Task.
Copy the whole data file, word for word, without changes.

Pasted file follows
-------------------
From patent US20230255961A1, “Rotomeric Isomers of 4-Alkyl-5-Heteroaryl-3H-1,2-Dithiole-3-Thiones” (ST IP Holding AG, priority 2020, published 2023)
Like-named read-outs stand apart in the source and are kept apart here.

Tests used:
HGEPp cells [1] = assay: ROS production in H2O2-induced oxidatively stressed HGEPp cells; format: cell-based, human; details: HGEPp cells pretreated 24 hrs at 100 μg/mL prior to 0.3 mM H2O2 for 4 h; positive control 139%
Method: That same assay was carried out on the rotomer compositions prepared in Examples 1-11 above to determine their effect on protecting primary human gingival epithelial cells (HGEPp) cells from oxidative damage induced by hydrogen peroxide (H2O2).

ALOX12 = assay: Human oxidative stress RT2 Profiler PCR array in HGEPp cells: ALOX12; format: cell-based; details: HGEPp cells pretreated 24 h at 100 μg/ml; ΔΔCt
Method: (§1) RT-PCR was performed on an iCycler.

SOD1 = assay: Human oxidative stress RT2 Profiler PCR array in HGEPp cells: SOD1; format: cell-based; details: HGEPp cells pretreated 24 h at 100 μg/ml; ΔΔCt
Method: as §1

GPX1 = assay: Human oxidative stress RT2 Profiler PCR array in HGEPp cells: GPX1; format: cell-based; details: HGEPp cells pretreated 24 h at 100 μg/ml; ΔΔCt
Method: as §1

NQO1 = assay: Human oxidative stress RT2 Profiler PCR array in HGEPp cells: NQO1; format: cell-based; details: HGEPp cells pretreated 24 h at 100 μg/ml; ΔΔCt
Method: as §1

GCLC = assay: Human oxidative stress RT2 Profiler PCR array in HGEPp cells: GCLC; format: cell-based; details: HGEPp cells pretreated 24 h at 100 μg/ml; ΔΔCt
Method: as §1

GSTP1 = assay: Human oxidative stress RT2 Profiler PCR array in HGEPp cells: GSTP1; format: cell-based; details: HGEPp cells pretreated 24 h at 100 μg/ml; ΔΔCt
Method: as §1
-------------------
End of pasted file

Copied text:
From patent US20230255961A1, “Rotomeric Isomers of 4-Alkyl-5-Heteroaryl-3H-1,2-Dithiole-3-Thiones” (ST IP Holding AG, priority 2020, published 2023)
Like-named read-outs stand apart in the source and are kept apart here.

Tests used:
HGEPp cells [1] = assay: ROS production in H2O2-induced oxidatively stressed HGEPp cells; format: cell-based, human; details: HGEPp cells pretreated 24 hrs at 100 μg/mL prior to 0.3 mM H2O2 for 4 h; positive control 139%
Method: That same assay was carried out on the rotomer compositions prepared in Examples 1-11 above to determine their effect on protecting primary human gingival epithelial cells (HGEPp) cells from oxidative damage induced by hydrogen peroxide (H2O2).

ALOX12 = assay: Human oxidative stress RT2 Profiler PCR array in HGEPp cells: ALOX12; format: cell-based; details: HGEPp cells pretreated 24 h at 100 μg/ml; ΔΔCt
Method: (§1) RT-PCR was performed on an iCycler.

SOD1 = assay: Human oxidative stress RT2 Profiler PCR array in HGEPp cells: SOD1; format: cell-based; details: HGEPp cells pretreated 24 h at 100 μg/ml; ΔΔCt
Method: as §1

GPX1 = assay: Human oxidative stress RT2 Profiler PCR array in HGEPp cells: GPX1; format: cell-based; details: HGEPp cells pretreated 24 h at 100 μg/ml; ΔΔCt
Method: as §1

NQO1 = assay: Human oxidative stress RT2 Profiler PCR array in HGEPp cells: NQO1; format: cell-based; details: HGEPp cells pretreated 24 h at 100 μg/ml; ΔΔCt
Method: as §1

GCLC = assay: Human oxidative stress RT2 Profiler PCR array in HGEPp cells: GCLC; format: cell-based; details: HGEPp cells pretreated 24 h at 100 μg/ml; ΔΔCt
Method: as §1

GSTP1 = assay: Human oxidative stress RT2 Profiler PCR array in HGEPp cells: GSTP1; format: cell-based; details: HGEPp cells pretreated 24 h at 100 μg/ml; ΔΔCt
Method: as §1